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Thursday, 5 June 2008
Page: 4679

Mr MURPHY (Parliamentary Secretary to the Minister for Trade) (12:26 PM) —I would like to thank all the members who have participated in this debate and particularly my parliamentary colleague sitting at the table, the member for Casey, for his cooperation in this. The Indigenous Affairs Legislation Amendment Bill 2008 amends legislation in relation to Aboriginal land in the Northern Territory in order to provide greater flexibility in dealings with land owned or controlled by Aboriginal people. The aim of these changes is to facilitate an improvement in housing and infrastructure, including through the provision of more options to provide security of tenure for government providers of facilities.

This bill allows traditional Aboriginal owners more flexibility under the Aboriginal Land Rights (Northern Territory) Act 1976 for dealing with township leases. Township leases will now be set at a minimum term of 40 years. There will also be provision for the renewal of township leases up to a total of 99 years. The legislative changes proposed will allow leases to be tailored for specific communities. In particular, it will allow for an agreed new township lease covering communities in the Groote Eylandt region.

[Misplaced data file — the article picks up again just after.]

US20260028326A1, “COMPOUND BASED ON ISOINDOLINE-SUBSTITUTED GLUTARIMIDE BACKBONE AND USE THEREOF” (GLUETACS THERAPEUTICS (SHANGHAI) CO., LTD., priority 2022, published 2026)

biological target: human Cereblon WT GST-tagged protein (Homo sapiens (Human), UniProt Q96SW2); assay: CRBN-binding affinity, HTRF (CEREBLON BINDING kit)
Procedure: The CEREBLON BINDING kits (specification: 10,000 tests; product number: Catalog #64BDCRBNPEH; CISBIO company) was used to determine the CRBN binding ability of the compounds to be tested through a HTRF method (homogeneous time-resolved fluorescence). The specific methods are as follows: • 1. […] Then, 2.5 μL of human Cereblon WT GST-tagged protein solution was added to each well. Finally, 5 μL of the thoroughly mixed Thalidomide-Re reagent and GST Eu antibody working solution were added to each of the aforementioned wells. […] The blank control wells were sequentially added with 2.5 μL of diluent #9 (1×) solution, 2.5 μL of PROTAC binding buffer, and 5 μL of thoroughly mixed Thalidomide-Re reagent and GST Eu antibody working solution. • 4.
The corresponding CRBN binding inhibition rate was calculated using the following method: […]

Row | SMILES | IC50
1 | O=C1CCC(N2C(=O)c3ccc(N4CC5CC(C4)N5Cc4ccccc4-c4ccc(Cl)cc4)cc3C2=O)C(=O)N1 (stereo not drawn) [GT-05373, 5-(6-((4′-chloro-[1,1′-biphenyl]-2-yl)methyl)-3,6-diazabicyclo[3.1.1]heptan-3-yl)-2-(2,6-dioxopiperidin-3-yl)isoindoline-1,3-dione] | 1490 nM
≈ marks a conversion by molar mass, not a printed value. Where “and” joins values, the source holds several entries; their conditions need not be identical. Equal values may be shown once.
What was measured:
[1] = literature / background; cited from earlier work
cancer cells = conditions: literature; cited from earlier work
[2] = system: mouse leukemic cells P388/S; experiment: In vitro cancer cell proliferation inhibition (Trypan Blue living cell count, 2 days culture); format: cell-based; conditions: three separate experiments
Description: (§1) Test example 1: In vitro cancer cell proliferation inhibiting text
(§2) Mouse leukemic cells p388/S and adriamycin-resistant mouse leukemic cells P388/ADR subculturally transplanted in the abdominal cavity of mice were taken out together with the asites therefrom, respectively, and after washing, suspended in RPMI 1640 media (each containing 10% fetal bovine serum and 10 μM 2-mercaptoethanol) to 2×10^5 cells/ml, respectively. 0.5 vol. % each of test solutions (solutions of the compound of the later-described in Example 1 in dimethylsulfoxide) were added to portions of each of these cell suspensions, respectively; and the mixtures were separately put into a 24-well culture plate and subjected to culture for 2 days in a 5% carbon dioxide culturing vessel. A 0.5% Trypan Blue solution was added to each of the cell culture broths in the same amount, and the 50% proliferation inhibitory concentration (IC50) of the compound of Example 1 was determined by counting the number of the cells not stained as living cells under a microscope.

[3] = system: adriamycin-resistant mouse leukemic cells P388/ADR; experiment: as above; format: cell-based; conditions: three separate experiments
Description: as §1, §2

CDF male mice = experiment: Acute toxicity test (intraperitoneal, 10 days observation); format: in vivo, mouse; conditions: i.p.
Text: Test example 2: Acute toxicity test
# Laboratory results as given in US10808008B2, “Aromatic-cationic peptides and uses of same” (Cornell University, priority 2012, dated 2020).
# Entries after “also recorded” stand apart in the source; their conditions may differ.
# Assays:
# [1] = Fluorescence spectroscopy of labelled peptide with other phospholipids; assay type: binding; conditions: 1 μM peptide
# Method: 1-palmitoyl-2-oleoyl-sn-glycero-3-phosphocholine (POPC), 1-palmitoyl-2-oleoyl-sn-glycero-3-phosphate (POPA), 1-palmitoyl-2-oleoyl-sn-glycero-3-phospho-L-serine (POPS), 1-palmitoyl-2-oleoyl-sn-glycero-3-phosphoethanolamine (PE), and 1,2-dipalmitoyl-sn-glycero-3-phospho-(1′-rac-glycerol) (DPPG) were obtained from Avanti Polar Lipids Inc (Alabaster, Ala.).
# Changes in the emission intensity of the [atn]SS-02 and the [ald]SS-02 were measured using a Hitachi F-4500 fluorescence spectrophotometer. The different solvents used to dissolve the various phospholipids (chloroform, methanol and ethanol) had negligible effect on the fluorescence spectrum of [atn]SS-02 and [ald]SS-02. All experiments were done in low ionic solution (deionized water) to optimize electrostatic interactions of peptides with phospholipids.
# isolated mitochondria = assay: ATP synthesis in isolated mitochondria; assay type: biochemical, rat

Other provisions in this bill allow the Executive Director of Township Leasing to hold other types of leases or subleases over land primarily held for the benefit of Aboriginal people. The purpose of this change is to give Aboriginal landholders the option of entering into a lease with an independent statutory office holder, rather than directly with government. As proposed by this bill, changes to the Northern Territory National Emergency Response Act 2007 will provide a framework for negotiation of payments to landholders for five-year leases. This will encourage a negotiated approach which will diminish the likelihood of action through the courts.

Finally, the bill amends the Aboriginal Land Rights (Northern Territory) Act 1976 to allow for 13 further areas of Aboriginal land to be granted. Granting these parks and reserves will enable the government to finalise an agreement struck in September 2003 between the Northern Territory government and the traditional Aboriginal owners of the land. This is consistent with the government’s approach of resolving Indigenous land claims by agreement, wherever possible, and not through the courts. As a result of the agreement, the 13 parks and reserves will be operated as national parks to provide long lasting enjoyment for all Australians.

Bill agreed to.

Bill read a second time.

Message from the Governor-General recommending appropriation announced.